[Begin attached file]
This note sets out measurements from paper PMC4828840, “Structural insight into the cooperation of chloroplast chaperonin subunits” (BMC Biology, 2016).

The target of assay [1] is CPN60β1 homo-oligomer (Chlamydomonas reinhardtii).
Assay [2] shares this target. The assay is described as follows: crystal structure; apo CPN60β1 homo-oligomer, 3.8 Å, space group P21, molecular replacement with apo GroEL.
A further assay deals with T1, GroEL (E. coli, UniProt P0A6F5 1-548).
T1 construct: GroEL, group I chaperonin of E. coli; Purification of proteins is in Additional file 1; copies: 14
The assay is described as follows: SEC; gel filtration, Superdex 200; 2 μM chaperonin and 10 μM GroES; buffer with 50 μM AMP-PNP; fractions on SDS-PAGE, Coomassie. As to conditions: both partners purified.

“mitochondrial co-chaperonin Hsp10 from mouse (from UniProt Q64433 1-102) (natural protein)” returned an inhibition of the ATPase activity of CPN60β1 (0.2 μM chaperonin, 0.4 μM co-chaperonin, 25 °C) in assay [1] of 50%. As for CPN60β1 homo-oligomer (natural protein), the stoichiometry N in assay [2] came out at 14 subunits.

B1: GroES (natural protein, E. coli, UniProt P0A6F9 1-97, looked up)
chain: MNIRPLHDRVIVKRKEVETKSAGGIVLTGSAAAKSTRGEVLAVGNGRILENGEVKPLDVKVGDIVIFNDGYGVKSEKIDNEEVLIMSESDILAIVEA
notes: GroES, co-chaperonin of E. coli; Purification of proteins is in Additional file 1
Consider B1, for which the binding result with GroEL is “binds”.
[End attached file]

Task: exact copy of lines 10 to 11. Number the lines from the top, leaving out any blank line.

notes: GroES, co-chaperonin of E. coli; Purification of proteins is in Additional file 1
Consider B1, for which the binding result with GroEL is “binds”.